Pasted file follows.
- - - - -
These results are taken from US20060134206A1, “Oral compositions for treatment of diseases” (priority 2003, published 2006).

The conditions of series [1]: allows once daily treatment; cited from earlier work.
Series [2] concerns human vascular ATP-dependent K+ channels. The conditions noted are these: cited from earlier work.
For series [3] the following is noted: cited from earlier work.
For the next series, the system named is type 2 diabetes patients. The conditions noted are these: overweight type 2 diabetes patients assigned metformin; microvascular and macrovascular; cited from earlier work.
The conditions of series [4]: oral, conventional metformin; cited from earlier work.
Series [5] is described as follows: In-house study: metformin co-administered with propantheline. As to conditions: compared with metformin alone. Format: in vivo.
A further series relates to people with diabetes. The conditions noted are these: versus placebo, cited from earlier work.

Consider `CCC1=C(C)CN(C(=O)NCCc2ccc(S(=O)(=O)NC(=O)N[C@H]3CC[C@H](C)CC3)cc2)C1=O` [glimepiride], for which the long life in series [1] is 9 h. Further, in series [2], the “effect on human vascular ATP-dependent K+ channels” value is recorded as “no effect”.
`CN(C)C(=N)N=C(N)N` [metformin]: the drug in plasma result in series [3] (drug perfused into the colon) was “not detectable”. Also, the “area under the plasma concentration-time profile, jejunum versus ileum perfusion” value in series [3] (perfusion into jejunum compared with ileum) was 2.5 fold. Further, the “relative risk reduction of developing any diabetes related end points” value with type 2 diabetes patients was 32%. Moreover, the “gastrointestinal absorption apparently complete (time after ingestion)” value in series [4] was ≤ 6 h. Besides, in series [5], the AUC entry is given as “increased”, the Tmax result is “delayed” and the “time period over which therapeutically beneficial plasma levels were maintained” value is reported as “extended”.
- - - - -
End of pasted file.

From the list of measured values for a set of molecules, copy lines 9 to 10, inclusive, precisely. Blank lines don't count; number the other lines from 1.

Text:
Consider `CCC1=C(C)CN(C(=O)NCCc2ccc(S(=O)(=O)NC(=O)N[C@H]3CC[C@H](C)CC3)cc2)C1=O` [glimepiride], for which the long life in series [1] is 9 h. Further, in series [2], the “effect on human vascular ATP-dependent K+ channels” value is recorded as “no effect”.
`CN(C)C(=N)N=C(N)N` [metformin]: the drug in plasma result in series [3] (drug perfused into the colon) was “not detectable”. Also, the “area under the plasma concentration-time profile, jejunum versus ileum perfusion” value in series [3] (perfusion into jejunum compared with ileum) was 2.5 fold. Further, the “relative risk reduction of developing any diabetes related end points” value with type 2 diabetes patients was 32%. Moreover, the “gastrointestinal absorption apparently complete (time after ingestion)” value in series [4] was ≤ 6 h. Besides, in series [5], the AUC entry is given as “increased”, the Tmax result is “delayed” and the “time period over which therapeutically beneficial plasma levels were maintained” value is reported as “extended”.